Intense tropical cyclones are expected to become more frequent as climate change increases temperatures in the Pacific Ocean. But not every area will experience storms of the same magnitude.
To get a better sense of how climate change might alter the patterns of major ocean storms, shifting the parameters of tropical cyclone hotspots, scientists reconstructed 3,000-years of storm history in the Marshall Islands.
The next WHOI Ocean Encounters virtual series will be held on Wednesday, September 23 at 7:30 p.m. This event is…Read More
Elizabeth J. Wallace, MIT-WHOI Joint Program Sponsored by: Academic Programs Office REGISTRATION: Register in advance for this meeting: https://mit.zoom.us/meeting/register/tJIoc-mopzIoHN3v1nist6sB-nyfiPc2aFTU After…Read More
John Cangialosi, NOAA’s National Hurricane Center Sponsored by: NOAA To register, please visit: https://register.gotowebinar.com/rt/2586095735301690123Read More
South Andros Island, part of the Bahamian archipelago, is a sandy slice of paradise whose shores conceal buried geological treasures: blue holes. Hiding in the depths of these ethereal submarine sinkholes lay ancient sediment sandwiches whose layers betray the bygone passages of powerful hurricanes.
Researchers have assembled a 1,500-year history of hurricanes in the Bahamas, based on sand and shell fragments pulled up from submarine caverns known as blue holes.
The study says that stormquakes are actually a fairly common occurrence, but they just sounded like seismic background noise and went undetected.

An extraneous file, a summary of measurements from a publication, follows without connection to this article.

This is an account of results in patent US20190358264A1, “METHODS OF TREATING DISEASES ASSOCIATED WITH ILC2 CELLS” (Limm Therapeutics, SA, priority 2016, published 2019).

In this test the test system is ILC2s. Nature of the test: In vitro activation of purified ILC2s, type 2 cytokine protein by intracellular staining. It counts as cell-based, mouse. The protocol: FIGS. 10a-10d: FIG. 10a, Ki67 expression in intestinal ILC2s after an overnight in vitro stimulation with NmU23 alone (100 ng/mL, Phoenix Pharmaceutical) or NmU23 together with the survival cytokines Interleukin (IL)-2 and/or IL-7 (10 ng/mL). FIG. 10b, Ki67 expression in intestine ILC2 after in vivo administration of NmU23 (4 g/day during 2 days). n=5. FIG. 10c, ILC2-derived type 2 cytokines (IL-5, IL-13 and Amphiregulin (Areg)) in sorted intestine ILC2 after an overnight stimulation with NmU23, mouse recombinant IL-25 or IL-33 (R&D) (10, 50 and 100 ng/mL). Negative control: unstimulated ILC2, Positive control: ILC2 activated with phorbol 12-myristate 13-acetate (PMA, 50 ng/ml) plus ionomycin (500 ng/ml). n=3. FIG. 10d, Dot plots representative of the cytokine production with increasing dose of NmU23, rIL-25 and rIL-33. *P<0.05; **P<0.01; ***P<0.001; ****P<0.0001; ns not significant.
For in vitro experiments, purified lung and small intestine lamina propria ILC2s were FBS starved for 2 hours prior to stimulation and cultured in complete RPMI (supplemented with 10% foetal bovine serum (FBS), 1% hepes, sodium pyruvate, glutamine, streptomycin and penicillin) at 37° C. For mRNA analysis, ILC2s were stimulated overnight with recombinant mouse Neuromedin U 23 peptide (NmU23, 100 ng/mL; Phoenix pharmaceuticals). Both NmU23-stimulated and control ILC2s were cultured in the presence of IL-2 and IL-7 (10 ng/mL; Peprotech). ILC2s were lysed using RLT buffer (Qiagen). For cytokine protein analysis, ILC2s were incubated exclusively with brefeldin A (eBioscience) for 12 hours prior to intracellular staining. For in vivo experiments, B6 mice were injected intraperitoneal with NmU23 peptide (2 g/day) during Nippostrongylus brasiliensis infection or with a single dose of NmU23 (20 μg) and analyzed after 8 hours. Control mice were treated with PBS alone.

Over the past year and as a student fellow in 2017, I have been working with Woods Hole Oceanographic Institution scientist Jeffrey Donnelly, who uses sediment cores—tubes of sand and mud layers that are extracted from coastal lake beds—to track ancient cyclones in the Atlantic and, recently, in the islands of the South Pacific.
In the 81 years since the 1938 storm, the sea level here has risen about a foot, said WHOI researcher Jeff Donnelly, and is now rising faster than it has in thousands of years.
John Steffen, WHOI Sponsored by: Physical Oceanography DepartmentRead More
BBC radio host Rhod Sharp and Jeff Donnelly of WHOI’s Coastal Research Lab trace the history of hurricanes in the Atlantic and discuss the frequency of intense storms. New sediment records indicate that historically unprecedented levels of intense hurricane activity impacted the eastern seaboard of the United States and northeastern Gulf Coast in the last two millennia.
(segment begins at 02:05:00)
With Hurricane Florence bearing down on the North Carolina coast, researchers at Woods Hole Oceanographic Institution (WHOI) have mobilized autonomous vehicles and instruments to track changes in the ocean ahead of and beneath Florence.Read More
features the work of Jeff Donnelly